Yet the energy and novelty behind the campaign came from skeptics connected by the net. Within a day of the chiropractors giving the court their argument that they could help sick children, scientists online had taken it apart brick by brick until nothing was left but a heap of rubble.

Meanwhile, their allies tracked down the web pages of every chiropractor in Britain who was claiming they could treat asthmatic children and reported him or her to their local trading standards officer. Every court hearing and public meeting was packed by people with an unwavering belief in the importance of the scientific method and evidence-based policy. Skeptics are less interested in what people think but in how they think.

There is an overlap with the more assertive atheism which followed 9/11. Like atheists, skeptics treat as patronising and contemptible the cynical modern belief that you should not examine religion or alternative medicines because the simple-minded and uninformed find comfort in them. But you do not have to be an atheist to be a skeptic, merely commit to the free examination of evidence. This modest ambition is surprisingly potent.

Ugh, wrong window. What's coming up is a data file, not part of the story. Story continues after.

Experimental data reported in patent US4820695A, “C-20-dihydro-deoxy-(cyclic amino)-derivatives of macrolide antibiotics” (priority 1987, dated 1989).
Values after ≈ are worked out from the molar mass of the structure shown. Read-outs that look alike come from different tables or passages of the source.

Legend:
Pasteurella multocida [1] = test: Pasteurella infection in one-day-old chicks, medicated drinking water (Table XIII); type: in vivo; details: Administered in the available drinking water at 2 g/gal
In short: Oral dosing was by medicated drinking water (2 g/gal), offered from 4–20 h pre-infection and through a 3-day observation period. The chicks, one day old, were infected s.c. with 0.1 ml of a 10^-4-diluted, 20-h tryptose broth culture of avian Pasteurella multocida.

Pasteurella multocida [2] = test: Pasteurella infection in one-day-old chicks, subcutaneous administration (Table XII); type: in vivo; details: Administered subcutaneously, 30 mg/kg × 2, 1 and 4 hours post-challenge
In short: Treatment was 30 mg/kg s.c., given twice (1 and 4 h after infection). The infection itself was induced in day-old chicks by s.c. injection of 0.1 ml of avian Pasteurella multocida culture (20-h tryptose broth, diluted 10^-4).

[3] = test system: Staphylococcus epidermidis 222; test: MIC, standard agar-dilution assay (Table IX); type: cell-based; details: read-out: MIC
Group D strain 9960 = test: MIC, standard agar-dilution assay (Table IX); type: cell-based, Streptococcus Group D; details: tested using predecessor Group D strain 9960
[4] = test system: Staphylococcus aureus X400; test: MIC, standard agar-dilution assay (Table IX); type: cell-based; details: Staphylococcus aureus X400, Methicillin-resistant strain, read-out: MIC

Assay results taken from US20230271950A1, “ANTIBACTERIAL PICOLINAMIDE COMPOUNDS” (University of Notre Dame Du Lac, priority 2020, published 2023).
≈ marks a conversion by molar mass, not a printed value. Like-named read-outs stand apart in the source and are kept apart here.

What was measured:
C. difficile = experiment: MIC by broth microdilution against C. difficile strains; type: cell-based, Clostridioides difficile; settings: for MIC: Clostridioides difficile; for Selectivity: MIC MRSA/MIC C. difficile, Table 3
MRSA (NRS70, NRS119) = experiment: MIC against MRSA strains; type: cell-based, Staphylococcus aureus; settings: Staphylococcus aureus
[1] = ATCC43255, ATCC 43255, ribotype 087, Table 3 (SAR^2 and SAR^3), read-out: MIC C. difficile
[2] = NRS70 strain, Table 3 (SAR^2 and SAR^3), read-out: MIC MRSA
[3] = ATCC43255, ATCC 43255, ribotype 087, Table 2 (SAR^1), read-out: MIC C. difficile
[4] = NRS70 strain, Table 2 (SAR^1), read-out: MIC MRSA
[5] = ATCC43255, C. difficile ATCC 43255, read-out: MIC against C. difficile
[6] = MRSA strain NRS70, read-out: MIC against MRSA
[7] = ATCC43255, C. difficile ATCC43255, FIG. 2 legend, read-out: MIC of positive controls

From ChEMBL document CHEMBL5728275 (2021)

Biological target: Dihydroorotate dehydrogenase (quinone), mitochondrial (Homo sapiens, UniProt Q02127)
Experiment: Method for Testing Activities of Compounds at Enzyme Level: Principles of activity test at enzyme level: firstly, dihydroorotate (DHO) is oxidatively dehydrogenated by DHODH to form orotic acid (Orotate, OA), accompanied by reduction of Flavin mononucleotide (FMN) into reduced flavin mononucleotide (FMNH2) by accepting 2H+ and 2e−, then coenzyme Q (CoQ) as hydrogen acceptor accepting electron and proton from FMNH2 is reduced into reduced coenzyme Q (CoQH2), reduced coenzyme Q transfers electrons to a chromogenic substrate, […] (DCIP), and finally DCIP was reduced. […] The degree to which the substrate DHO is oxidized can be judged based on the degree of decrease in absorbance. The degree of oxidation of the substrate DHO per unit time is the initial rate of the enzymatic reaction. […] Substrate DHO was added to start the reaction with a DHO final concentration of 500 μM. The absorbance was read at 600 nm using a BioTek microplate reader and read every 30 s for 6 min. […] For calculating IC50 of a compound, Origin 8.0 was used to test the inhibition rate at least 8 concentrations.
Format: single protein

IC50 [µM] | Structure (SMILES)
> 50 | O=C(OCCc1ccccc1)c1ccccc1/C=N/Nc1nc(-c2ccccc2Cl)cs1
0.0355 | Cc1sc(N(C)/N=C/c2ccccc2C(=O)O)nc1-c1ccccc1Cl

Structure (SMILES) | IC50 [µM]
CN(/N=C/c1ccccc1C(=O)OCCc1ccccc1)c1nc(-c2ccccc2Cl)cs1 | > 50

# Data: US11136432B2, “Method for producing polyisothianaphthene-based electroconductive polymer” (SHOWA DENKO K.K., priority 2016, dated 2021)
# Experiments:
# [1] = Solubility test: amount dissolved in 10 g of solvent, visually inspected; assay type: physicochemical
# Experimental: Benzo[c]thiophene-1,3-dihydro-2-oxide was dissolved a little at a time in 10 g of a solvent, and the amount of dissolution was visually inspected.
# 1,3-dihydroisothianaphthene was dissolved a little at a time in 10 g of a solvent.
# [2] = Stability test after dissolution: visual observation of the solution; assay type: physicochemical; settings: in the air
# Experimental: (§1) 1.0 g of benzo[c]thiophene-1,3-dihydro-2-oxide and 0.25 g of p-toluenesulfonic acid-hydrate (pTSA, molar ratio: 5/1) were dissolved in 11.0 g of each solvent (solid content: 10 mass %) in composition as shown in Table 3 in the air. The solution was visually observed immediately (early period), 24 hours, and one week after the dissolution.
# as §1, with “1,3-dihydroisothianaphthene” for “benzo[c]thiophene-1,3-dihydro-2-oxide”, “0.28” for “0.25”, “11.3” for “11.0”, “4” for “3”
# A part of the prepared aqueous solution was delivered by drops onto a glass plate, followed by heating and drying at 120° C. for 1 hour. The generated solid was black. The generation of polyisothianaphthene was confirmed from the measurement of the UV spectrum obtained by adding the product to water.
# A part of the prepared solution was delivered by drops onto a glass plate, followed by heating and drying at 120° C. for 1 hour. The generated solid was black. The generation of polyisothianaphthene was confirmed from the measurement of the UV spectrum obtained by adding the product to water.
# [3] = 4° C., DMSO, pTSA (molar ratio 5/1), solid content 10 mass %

Politicians who supported libel reform had a smart and committed network behind them. I suspect that politicians who still want to defend our irrational drugs laws or alternative treatments on the NHS will find that they will face unrelenting scrutiny from equally smart and committed opponents. My hope after Singh's victory is that none but the foolhardy will want a repeat of the drubbing the chiropractors received.

Chloride and Sodium: Two terribly dangerous substances that taste great together!

PostPosted: 19 Apr 2010, 14:00 
'Lustrous Potentate
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Joined: 24 Mar 2010, 11:06
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This part:

His lawyer, Robert Dougans, produced a brilliant argument which persuaded the senior judiciary to look to the free spirit of American law rather than the more authoritarian traditions of Europe.

Might cause The Dagda's head to explode, though. :wink: